* Egg beaters may be substituted if desired. When camping, these might be easier to carry than eggs.
(1) On a cutting board, chop onion and bell pepper into a small dice. Also chop up any optional ingredients that you want to add to the scrambled eggs.
(2) In a bowl, beat the eggs; add the onion, bell pepper, optional ingredients, mixing together with a fork. Season to taste with salt, pepper, cayenne pepper, and garlic powder.
(3) Prepare your fire using either charcoal coals or wood. Eileen is using the charcoal coal method for her Dutch Oven Camp Cooking.
(5) Coals being shifted around so more of them will get hot enough to cook with.
(6) Placing cast iron Dutch oven on hot coals. Shift coals around the oven. Heat the Dutch oven over the hot coals or wood.
(7) Pouring vegetable oil in the Dutch Oven.
(8) Spread the vegetable oil around the bottom and sides of the Dutch Oven.
(9) When the pan is hot (hold hand over the oven to see if it is hot). You are now ready to cook.
(10) Pour the prepared scrambled egg mixture in the Dutch oven.
(11) Cover and let cook, stirring occasion
(12) Prepare lid for baking the biscuits by pouring some vegetable oil onto the lid and spread it evenly around the lid using a paper towel.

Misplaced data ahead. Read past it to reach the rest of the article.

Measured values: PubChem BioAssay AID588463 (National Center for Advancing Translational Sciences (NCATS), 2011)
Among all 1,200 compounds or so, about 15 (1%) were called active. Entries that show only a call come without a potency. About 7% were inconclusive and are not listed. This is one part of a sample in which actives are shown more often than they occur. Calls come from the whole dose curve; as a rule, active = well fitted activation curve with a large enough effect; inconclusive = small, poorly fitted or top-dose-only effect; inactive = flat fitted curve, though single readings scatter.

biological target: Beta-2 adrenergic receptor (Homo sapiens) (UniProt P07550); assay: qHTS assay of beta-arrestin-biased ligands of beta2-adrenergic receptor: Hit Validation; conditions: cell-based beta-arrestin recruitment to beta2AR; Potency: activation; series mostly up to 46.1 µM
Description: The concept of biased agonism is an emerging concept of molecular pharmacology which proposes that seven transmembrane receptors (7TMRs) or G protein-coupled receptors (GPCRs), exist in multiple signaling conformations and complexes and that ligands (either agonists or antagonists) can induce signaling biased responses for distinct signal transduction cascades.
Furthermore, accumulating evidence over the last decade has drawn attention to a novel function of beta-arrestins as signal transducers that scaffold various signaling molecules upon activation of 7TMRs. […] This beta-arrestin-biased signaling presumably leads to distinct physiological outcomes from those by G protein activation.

(13) Open the tube of biscuits (or rolls) and brush both sides of the rolls with vegetable oil. Place the oiled biscuits on top of the lid.
If you are in a hurry for the biscuits to get done, you can put aluminum foil over the top to keep the heat in.
Don’t forget to stir the eggs once in awhile. Just remove lid (and aluminum foil if using), with the biscuits and set aside while stirring. Then replace lid with biscuits back on top of the Dutch Oven.
A minute or so before the scrambled eggs are done, sprinkle with the grated cheddar cheese. Place the lid back on to get the cheese to melt.
(14) Wait a few minutes until the biscuits brown, and then turn the biscuits over. When the biscuits are brown on both sides, remove from the heat.